Figure 4: (In)security at home

The discourse of the 'LGBT+ free zones'


In the case of the Polish ‘LGBT free zones’ and related legislation, one can see the functioning of the reactionary discourse that attacks the LGBT+ community.


The so-called ‘Charter of family rights’ overtly emphasizes straight marriage and its protection. One of the mentions states that “Art. 18 of the Constitution requires public authorities to provide special protection and care for marriage, being a union of a man and a woman, as well as the family, motherhood and parenthood” (Government of Poland, 2020, p. 5).


This use of rhetoric implicitly tries to undermine the validity of queer parenthood and households, where the institution of marriage is 'under attack' by LGBT+ families. The document proceeds to state, “it is especially crucial to exclude any chance of allocating public funds and public property that undermines the constitutional identity of marriage as a relationship between a man and a woman or the autonomy of the family” (Government of Poland, 2020, p.6).



Figure 5: Demonstration of support for the homophobic preaching of Archbishop Marek Jedraszewski. Sign reads: "Down with Libtard ideological totalitarianism"; the crossed-out gay pride flag also symbolizes the "down" (go away)"

Conclusions


In summary, the construction of a home in the 'LGBT free zones' is exclusionary and can escalate existing discrimination against the LGBT+ population inhabiting it. Queer communities cannot feel at home in these spaces; this alienation will profoundly affect their identity and well-being. In response, the EU has condemned these spaces and, at the same time, exerted a construction of a home that includes LGBT+ people in Poland. While the EU has played a positive role in reducing the effects of this discrimination, more efforts should be made if the EU wants to stop any further harm to the queer people living in these areas. As it stands, they remain in danger.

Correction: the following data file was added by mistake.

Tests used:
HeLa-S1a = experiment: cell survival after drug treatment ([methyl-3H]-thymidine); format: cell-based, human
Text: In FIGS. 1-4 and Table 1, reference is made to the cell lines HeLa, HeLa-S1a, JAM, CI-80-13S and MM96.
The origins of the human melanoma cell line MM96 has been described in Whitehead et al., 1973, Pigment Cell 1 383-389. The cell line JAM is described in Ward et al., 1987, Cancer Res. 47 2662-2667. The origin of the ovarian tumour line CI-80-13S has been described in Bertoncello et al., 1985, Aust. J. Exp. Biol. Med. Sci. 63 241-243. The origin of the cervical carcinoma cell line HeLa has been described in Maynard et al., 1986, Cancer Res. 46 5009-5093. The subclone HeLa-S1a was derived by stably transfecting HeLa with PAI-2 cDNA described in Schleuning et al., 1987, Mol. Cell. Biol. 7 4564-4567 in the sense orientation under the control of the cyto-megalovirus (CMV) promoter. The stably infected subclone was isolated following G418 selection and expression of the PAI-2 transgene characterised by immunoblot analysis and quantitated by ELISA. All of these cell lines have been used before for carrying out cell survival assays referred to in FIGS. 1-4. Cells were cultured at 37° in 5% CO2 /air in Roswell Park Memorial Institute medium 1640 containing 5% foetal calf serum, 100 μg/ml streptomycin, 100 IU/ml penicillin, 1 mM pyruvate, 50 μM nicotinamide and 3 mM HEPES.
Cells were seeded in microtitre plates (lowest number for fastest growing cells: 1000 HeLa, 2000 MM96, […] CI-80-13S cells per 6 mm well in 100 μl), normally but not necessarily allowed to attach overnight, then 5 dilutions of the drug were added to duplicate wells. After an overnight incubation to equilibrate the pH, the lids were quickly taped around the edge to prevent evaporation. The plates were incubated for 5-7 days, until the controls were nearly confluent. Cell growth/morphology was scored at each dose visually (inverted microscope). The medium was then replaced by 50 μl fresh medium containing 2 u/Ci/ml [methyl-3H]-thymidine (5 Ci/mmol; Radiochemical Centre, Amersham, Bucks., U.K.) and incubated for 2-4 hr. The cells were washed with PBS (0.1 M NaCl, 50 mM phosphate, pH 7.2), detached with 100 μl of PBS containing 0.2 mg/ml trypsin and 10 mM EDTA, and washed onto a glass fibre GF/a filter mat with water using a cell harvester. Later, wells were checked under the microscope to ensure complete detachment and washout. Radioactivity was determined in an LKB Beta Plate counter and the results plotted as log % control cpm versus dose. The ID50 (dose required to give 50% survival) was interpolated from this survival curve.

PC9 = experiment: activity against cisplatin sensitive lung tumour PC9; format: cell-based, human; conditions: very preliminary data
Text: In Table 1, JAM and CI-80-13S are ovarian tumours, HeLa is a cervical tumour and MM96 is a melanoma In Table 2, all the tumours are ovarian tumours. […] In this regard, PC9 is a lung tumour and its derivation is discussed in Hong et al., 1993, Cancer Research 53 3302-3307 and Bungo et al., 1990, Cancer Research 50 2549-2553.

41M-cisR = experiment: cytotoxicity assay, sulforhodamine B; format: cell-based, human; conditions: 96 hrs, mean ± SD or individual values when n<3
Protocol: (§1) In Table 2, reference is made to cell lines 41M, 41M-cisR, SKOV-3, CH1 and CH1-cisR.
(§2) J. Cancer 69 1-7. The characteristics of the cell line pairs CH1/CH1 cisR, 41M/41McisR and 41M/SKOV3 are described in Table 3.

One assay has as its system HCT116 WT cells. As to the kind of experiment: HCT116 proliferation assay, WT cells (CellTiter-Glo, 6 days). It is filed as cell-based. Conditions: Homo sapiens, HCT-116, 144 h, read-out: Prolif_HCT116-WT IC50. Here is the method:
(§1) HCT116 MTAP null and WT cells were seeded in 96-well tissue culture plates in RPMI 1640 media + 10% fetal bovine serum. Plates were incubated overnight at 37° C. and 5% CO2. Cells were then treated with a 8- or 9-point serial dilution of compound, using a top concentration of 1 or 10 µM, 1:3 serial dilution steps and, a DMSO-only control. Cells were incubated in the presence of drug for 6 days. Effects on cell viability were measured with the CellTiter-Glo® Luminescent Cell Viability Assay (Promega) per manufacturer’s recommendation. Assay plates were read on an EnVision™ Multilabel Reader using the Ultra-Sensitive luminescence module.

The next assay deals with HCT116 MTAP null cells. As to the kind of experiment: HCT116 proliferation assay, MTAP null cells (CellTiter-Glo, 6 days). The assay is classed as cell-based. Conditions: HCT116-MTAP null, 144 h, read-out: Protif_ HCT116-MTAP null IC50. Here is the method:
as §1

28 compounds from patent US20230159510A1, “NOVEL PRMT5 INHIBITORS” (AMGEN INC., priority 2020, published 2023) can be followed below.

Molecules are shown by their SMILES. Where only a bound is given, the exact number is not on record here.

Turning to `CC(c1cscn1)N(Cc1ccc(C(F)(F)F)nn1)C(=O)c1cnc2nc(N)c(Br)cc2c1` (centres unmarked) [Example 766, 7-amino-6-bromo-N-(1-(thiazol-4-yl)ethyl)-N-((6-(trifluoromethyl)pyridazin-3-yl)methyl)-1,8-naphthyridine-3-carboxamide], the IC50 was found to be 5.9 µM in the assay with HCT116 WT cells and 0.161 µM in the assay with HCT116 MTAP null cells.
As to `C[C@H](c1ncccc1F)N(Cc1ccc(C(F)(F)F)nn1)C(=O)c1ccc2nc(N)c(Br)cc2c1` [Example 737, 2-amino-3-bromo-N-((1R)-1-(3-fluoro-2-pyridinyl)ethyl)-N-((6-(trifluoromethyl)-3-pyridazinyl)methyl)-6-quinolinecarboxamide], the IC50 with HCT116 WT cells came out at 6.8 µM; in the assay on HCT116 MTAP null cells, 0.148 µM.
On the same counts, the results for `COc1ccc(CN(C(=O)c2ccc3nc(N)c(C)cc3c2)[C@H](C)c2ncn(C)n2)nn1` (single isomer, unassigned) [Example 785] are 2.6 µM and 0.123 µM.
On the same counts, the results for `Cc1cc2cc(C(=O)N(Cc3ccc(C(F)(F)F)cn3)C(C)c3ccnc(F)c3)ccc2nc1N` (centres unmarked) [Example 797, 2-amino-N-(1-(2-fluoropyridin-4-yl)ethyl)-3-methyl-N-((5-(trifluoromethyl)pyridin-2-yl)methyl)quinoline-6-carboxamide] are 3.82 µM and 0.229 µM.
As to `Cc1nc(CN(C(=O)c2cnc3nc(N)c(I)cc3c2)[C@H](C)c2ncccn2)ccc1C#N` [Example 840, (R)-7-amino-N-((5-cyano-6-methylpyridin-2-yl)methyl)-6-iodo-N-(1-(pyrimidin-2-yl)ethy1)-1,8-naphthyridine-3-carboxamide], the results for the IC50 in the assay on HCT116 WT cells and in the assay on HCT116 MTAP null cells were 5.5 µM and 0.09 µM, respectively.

Bibliographical References

European Commission. (2022). Legal aspects of LGBTIQ equality. Retrieved from European Commission: https://ec.europa.eu/info/policies/justice-and-fundamental-rights/combatting-discrimination/lesbian-gay-bi-trans-and-intersex-equality/legal-aspects-lgbtiq-equality_en


European Parliament. (2021, 03 11). Declaration of the EU as an LGBTIQ Freedom Zone. Retrieved from European Parliament: https://www.europarl.europa.eu/doceo/document/TA-9-2021-0089_EN.html


Government of Poland. (2020). Local Government Charter of the Rights of the Family. Retrieved from https://v.fastcdn.co/u/ff8eca37/50262470-0-SKPR-commune-ENG.pdf Hall, S. (2013). The work of representation. In S. Hall, J. Evans, & S. Nixon, Representation. Cultural Representations and Signifying Practices (pp. 1-47). SAGE Publications Ltd. ILGA Europe. (2021). Poland. Anti-LGBT Hate Timeline. Retrieved from ILGA Europe: https://www.ilga-europe.org/files/uploads/2022/06/Poland-Anti-LGBT-Timeline.pdf


Kølvraa, C. (2017). The discourse theory of Ernesto Laclau. In R. a. Wodak, The Routledge Handbook of Language and Politics (pp. 96-108). Routledge. Mitzen, J. (2006). Anchoring Europe's civilizing identity: habits, capabilities and ontological security. Journal of European Public Policy, 270-285. Mitzen, J. (2018). Feeling at Home in Europe: Migration, Ontological Security, and the Political Psychology of EU Bordering. Political Psychology, 1373-1387.

Von der Leyen, U. (2021, 07 07). Twitter. Retrieved from Twitter: https://twitter.com/vonderleyen/status/1412682185488977926

Visual Sources

Cover Image. Renter, R (2021). LGBT+ Flag in a parade [Photograph]. Retrieved from https://unsplash.com/es/fotos/wuxdtGMNYaU?utm_source=unsplash&utm_medium=referral&utm_content=creditShareLink


Figure 2. Staszewski, B (2020). Krasnik 'LGBT free zone' [Photograph]. Retrieved from https://commons.wikimedia.org/wiki/File:Krasnik_lgbtfreezone.jpg


Figure 3. Zenda, K. (2019). EU in LGBT+ Pride Parade [Photograph]. Retrieved from https://unsplash.com/es/fotos/aS527U3Z9XI?utm_source=unsplash&utm_medium=referral&utm_content=creditShareLink


Figure 4. F, Chiara. (2020) (In)security at home [Photograph]. Retrieved from https://unsplash.com/es/fotos/CUHdxpr-Cwc?utm_source=unsplash&utm_medium=referral&utm_content=creditShareLink


Figure 5. Silar (2019). Demonstration of support for the homophobic preaching of Archbishop Marek Jedraszewski. Sign reads: "Down with Libtard ideological totalitarianism"; the "down" (go away) is also symbolized by the crossed-out gay pride flag". [Photograph]. Retrieved from https://commons.wikimedia.org/wiki/File:02019_0075_(2)_Rechte_Demo_der_Unterst%C3%BCtzung_f%C3%BCr_die_homophobe_Predigt_von_Erzbischof_Marek_Jedraszewski.jpg





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Rodrigo Bielma Silva